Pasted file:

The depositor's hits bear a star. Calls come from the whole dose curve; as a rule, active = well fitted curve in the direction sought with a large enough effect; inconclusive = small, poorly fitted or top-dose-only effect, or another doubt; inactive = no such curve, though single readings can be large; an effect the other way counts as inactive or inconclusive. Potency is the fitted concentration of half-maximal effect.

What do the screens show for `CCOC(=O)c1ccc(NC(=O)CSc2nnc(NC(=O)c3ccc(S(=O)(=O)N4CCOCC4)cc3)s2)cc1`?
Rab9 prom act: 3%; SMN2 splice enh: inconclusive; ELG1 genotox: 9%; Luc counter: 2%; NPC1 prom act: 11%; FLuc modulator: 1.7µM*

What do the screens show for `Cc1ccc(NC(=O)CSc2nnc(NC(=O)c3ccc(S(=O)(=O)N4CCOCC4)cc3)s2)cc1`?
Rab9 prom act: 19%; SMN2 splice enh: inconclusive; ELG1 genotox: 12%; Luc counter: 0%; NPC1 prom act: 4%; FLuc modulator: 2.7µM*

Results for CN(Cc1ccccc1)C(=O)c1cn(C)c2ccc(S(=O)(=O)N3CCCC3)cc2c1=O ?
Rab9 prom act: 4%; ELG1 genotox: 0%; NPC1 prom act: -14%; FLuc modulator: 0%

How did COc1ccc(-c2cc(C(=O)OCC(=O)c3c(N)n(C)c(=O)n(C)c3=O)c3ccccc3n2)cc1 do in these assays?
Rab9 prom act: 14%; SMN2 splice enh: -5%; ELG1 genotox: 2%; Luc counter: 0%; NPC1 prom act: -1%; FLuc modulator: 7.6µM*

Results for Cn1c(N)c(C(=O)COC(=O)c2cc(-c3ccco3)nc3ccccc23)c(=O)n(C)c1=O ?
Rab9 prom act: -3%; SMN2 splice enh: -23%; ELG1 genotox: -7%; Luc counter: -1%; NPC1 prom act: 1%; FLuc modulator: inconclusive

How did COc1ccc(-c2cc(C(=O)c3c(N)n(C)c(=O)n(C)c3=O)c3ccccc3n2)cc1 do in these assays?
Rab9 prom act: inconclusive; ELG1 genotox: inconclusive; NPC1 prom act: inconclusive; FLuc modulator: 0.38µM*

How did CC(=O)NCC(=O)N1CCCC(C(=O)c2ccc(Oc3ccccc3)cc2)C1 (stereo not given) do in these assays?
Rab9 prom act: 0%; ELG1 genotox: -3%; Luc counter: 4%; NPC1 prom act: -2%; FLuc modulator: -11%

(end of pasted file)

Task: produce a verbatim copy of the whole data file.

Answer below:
The depositor's hits bear a star. Calls come from the whole dose curve; as a rule, active = well fitted curve in the direction sought with a large enough effect; inconclusive = small, poorly fitted or top-dose-only effect, or another doubt; inactive = no such curve, though single readings can be large; an effect the other way counts as inactive or inconclusive. Potency is the fitted concentration of half-maximal effect.

What do the screens show for `CCOC(=O)c1ccc(NC(=O)CSc2nnc(NC(=O)c3ccc(S(=O)(=O)N4CCOCC4)cc3)s2)cc1`?
Rab9 prom act: 3%; SMN2 splice enh: inconclusive; ELG1 genotox: 9%; Luc counter: 2%; NPC1 prom act: 11%; FLuc modulator: 1.7µM*

What do the screens show for `Cc1ccc(NC(=O)CSc2nnc(NC(=O)c3ccc(S(=O)(=O)N4CCOCC4)cc3)s2)cc1`?
Rab9 prom act: 19%; SMN2 splice enh: inconclusive; ELG1 genotox: 12%; Luc counter: 0%; NPC1 prom act: 4%; FLuc modulator: 2.7µM*

Results for CN(Cc1ccccc1)C(=O)c1cn(C)c2ccc(S(=O)(=O)N3CCCC3)cc2c1=O ?
Rab9 prom act: 4%; ELG1 genotox: 0%; NPC1 prom act: -14%; FLuc modulator: 0%

How did COc1ccc(-c2cc(C(=O)OCC(=O)c3c(N)n(C)c(=O)n(C)c3=O)c3ccccc3n2)cc1 do in these assays?
Rab9 prom act: 14%; SMN2 splice enh: -5%; ELG1 genotox: 2%; Luc counter: 0%; NPC1 prom act: -1%; FLuc modulator: 7.6µM*

Results for Cn1c(N)c(C(=O)COC(=O)c2cc(-c3ccco3)nc3ccccc23)c(=O)n(C)c1=O ?
Rab9 prom act: -3%; SMN2 splice enh: -23%; ELG1 genotox: -7%; Luc counter: -1%; NPC1 prom act: 1%; FLuc modulator: inconclusive

How did COc1ccc(-c2cc(C(=O)c3c(N)n(C)c(=O)n(C)c3=O)c3ccccc3n2)cc1 do in these assays?
Rab9 prom act: inconclusive; ELG1 genotox: inconclusive; NPC1 prom act: inconclusive; FLuc modulator: 0.38µM*

How did CC(=O)NCC(=O)N1CCCC(C(=O)c2ccc(Oc3ccccc3)cc2)C1 (stereo not given) do in these assays?
Rab9 prom act: 0%; ELG1 genotox: -3%; Luc counter: 4%; NPC1 prom act: -2%; FLuc modulator: -11%